The directors are elected each year. Their role is to oversee the operation and direction of Permaculture Australia and to make decisions on how it operates. Some members of the board serve as liaison people between the board and Permaculture Australia’s teams such as communications, Accredited Permaculture Training and Permafund.
The meeting approved changes to Permaculture Australia’s membership structure and the distribution of digital and paper copies of the permaculture magazine, PIP, which comes with membership.
John Mckenzie, from Melbourne, presented his proposal for networking permaculture organisations to the meeting. John is a past-member of the board of directors although he is not on the new board.

The newly-elected board of directors. From left: Ben Habib, Ronnie Martin, Cally Brennan, Wendy Marchment, Keri Chiveralls, Virginia Solomon. Not present: Dylan Graves.

The newly-elected board of directors include:

  1. Ben Habib
  2. Wendy Marchment
  3. Cally Brennan
  4. Ronni Martin
  5. Keri Chiveralls
  6. Virginia Solomon
  7. Dylan Graves

Virginia, Ronni, and Dylan continue from the previous board.

Among new board members:

Ben Habib (and here) is a Melbourne-based lecturer in international relations and researcher into permaculture as a global social movement. He is also a participant in Permaculture CoLab, the global permaculture organisation currently in formation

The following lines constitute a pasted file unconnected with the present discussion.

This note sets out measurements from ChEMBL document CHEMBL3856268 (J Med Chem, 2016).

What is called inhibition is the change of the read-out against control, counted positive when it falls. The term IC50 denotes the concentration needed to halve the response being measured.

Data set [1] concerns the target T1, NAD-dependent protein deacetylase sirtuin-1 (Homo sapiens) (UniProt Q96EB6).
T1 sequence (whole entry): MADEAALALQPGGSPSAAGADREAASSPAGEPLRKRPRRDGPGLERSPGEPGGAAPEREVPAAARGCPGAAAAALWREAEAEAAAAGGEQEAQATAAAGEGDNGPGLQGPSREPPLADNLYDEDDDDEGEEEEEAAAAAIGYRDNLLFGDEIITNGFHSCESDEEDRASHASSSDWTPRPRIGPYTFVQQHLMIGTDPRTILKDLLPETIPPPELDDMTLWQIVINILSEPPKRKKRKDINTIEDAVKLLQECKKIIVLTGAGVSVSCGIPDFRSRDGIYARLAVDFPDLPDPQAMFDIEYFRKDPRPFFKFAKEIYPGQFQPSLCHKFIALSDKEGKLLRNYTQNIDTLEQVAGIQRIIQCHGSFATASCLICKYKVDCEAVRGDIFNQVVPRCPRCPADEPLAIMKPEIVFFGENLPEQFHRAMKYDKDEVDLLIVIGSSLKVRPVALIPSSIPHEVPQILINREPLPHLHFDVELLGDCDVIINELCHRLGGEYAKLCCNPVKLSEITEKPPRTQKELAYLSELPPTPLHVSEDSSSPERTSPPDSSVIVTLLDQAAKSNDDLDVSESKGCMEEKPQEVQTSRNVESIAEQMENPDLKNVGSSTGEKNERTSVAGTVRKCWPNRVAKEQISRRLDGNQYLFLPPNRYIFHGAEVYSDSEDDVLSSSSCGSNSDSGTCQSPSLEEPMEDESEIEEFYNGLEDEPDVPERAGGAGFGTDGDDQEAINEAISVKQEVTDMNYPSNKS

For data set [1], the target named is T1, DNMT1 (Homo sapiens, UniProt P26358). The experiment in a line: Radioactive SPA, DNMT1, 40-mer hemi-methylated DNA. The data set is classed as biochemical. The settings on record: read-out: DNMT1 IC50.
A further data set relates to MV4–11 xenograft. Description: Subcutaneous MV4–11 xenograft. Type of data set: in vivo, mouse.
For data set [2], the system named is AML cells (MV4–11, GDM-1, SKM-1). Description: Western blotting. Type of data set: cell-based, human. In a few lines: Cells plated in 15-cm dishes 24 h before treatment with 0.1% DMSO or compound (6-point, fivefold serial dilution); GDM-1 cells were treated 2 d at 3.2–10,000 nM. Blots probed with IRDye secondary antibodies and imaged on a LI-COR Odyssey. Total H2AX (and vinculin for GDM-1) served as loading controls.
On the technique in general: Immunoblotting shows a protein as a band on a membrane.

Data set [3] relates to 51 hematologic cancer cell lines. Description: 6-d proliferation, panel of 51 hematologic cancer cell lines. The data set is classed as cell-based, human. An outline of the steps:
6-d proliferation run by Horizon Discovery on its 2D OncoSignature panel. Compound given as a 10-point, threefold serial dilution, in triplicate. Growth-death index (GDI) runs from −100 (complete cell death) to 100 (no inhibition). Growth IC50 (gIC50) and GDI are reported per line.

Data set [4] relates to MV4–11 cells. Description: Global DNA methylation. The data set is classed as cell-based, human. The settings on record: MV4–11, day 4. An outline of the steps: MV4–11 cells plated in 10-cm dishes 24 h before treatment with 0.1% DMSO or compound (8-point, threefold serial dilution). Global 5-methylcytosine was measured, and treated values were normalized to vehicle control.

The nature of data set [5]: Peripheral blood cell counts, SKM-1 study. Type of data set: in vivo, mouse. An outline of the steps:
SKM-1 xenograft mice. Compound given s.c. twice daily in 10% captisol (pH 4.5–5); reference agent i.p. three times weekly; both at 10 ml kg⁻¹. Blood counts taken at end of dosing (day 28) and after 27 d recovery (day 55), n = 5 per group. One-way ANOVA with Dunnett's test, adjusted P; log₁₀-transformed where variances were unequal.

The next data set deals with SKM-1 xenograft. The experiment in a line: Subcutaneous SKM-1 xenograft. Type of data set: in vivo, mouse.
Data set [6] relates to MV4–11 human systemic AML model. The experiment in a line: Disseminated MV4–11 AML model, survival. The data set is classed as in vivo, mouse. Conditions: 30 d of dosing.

Keri Chiveralls, an Adelaide resident, is associated with establishing the post-graduate Permaculture Courses at CQUniversity
The first challenge to be met by new members of the board of directors is understanding the current situation of Permaculture Australia and what the current working group teams do, as well as how the board and teams operate.
With new board members living in different states, we anticipate they will bring regional perspectives to the governance of Permaculture Australia.

Not even rain could keep us away

…wet but convivial — PA’s annual gathering and AGM 2017

Not even the rain and mud could deter the 150-200 people who made their way along Showground Road to Djanbung Gardens for the Permaculture Open Day on Saturday 13 May.
People mingled, attended workshops on a range of topics including working with bamboo and were fed by Mel and crew’s fabulous food from the kitchen. The day ended in Djanbung Garden’s hexagonal, earth construction building with a meal celebrating 30 years of Permaculture Australia.